Henry “Box” Brown Song and the Engraved Box, 1850
- This story, which appeared in The Daily Gate Citynewspaper of Keokuk, Iowa, in 1915, was about a trial that took place in Burlington, Iowa, in the year 1850. Buel Daggs, the plaintiff, sought $10,000 in damages as recompense for the services of nine slaves who had fled from Missouri. More information may be found at
“The Resurrection of Henry ‘Box’ Brown at Philadelphia” Illustration, 1850
- Henry “Box” Brown, a slave who escaped from Richmond, Virginia, in a box measuring three feet long, two and a half feet deep, and two and a half feet broad, is depicted in a somewhat comical but sympathetic manner in this artwork. In the Pennsylvania Anti-Slavery Society’s administrative offices. More information may be found here.
Robert Smalls: “The Steamer ‘Planter’ and Her Captor,” June 14, 1862
- The escape of Robert Smalls and other members of his family and friends from slavery was chronicled in detail in an article published in Harper’s Weekly. Smalls was an enslaved African American who acquired freedom during and after the American Civil War and went on to work as a ship’s pilot on the high seas. More information may be found here.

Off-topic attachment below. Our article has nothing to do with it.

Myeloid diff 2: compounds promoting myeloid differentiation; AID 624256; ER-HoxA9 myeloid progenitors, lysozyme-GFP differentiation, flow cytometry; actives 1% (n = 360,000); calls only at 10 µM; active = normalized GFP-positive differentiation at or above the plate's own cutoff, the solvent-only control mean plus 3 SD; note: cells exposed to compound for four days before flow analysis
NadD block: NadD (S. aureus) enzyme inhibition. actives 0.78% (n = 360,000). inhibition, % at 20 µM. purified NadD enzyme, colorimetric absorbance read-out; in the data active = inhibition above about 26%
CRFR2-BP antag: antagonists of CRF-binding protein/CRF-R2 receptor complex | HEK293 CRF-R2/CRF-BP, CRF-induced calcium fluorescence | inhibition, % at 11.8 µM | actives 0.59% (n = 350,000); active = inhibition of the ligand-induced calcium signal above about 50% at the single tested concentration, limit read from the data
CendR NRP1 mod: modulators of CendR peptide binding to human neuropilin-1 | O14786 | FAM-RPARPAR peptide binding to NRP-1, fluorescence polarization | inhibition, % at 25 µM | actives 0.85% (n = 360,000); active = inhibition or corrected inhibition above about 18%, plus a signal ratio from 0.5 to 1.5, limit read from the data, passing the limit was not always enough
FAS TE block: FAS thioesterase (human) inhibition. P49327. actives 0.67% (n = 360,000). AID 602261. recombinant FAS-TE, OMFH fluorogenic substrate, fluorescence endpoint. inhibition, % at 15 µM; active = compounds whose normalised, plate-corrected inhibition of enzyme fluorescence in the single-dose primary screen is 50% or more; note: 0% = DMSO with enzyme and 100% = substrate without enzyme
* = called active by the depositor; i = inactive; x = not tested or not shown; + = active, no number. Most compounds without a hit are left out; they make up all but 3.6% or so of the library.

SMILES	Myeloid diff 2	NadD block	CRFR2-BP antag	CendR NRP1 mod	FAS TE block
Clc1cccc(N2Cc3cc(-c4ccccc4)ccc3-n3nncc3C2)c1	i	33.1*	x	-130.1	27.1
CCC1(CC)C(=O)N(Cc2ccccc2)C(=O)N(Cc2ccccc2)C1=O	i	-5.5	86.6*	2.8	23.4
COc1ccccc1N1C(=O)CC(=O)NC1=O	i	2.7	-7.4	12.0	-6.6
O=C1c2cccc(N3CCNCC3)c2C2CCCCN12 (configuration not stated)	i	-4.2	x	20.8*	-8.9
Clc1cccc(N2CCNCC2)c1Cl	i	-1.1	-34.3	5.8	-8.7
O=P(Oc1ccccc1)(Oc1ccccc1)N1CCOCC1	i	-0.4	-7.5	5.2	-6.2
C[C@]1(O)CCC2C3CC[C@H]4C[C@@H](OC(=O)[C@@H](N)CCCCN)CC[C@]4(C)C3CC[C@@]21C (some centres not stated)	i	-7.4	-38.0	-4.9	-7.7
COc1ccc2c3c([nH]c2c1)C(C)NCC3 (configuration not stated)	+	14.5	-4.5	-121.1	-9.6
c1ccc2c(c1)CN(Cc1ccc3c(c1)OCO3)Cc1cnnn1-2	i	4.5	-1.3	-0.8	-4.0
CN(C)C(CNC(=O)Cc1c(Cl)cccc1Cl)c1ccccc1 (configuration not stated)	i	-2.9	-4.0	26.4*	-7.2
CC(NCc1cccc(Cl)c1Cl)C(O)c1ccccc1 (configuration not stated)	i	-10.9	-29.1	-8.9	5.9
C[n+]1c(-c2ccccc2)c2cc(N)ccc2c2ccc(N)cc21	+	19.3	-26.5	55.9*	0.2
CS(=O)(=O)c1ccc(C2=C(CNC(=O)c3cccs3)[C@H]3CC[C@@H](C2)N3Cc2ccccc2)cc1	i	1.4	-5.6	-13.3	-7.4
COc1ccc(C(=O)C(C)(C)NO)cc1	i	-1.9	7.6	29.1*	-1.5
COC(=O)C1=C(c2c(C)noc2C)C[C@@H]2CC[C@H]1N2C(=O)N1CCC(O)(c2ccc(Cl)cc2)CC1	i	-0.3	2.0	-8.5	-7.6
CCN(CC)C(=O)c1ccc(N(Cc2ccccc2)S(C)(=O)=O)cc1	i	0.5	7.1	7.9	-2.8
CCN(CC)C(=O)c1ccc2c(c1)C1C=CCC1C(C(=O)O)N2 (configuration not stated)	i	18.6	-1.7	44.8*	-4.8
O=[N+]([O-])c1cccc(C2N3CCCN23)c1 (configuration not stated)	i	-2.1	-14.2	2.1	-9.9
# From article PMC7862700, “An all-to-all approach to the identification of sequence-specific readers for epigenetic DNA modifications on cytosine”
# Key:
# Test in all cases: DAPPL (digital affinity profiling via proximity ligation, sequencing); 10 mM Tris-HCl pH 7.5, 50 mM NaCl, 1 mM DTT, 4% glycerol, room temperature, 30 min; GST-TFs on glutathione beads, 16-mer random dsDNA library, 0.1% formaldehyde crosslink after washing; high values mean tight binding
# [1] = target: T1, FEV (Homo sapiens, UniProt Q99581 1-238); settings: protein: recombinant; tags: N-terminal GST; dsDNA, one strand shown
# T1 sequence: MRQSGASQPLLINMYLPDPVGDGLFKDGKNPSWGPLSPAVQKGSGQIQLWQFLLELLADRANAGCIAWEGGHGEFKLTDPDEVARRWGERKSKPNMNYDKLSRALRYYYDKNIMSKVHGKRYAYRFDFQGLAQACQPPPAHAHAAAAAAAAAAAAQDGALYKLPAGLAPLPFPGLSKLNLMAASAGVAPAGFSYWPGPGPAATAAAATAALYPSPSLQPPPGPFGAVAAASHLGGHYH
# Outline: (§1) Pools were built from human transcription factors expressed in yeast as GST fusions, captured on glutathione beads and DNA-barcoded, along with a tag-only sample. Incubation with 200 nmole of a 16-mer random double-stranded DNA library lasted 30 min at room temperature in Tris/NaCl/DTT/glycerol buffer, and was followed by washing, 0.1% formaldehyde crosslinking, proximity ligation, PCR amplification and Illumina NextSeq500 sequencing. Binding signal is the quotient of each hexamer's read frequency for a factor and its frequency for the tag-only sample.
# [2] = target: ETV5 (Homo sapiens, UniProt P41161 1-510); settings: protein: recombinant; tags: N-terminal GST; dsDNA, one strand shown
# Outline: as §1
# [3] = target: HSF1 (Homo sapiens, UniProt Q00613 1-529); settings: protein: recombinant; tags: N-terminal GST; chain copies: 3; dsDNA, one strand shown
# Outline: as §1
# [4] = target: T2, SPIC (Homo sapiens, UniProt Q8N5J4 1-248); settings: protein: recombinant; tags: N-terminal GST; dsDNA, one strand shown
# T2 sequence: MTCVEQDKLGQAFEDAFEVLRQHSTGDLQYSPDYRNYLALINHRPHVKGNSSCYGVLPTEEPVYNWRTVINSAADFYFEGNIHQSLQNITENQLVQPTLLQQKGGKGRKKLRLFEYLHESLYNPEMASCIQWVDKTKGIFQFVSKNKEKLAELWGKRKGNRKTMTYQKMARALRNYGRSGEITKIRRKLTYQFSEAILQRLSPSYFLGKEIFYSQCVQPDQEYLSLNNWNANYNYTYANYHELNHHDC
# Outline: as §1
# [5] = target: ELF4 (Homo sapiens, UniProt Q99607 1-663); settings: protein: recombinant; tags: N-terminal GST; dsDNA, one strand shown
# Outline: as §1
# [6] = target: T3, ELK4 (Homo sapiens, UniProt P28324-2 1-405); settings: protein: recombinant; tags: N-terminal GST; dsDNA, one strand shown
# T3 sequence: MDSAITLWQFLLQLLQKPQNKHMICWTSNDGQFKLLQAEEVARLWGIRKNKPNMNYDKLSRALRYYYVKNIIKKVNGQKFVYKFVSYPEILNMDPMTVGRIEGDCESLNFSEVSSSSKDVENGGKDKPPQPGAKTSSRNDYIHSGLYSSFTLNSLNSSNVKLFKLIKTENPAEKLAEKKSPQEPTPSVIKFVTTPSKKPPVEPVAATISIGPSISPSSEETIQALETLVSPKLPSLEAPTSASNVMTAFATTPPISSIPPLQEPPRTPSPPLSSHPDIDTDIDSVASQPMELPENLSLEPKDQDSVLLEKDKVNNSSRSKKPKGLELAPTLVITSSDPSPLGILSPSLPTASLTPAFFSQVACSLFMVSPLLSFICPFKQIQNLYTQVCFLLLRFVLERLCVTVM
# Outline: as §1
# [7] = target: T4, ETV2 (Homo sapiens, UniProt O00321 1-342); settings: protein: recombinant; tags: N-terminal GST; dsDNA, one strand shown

“A Bold Stroke for Freedom” Illustration, 1872
- The image from 1872 depicts African Americans, most likely fleeing slaves, standing in front of a wagon and brandishing firearms towards slave-catchers. A group of young enslaved persons who had escaped from Loudon by wagon are said to be shown in the cartoon on Christmas Eve in 1855, when patrollers caught up with them. More information may be found here.
- Several African Americans, perhaps fleeing slaves, are seen with firearms pointed at slave hunters in an image from 1872. A group of young enslaved persons who had escaped from Loudon by wagon are said to be shown in the cartoon on Christmas Eve in 1855, according to legend. More information may be found at: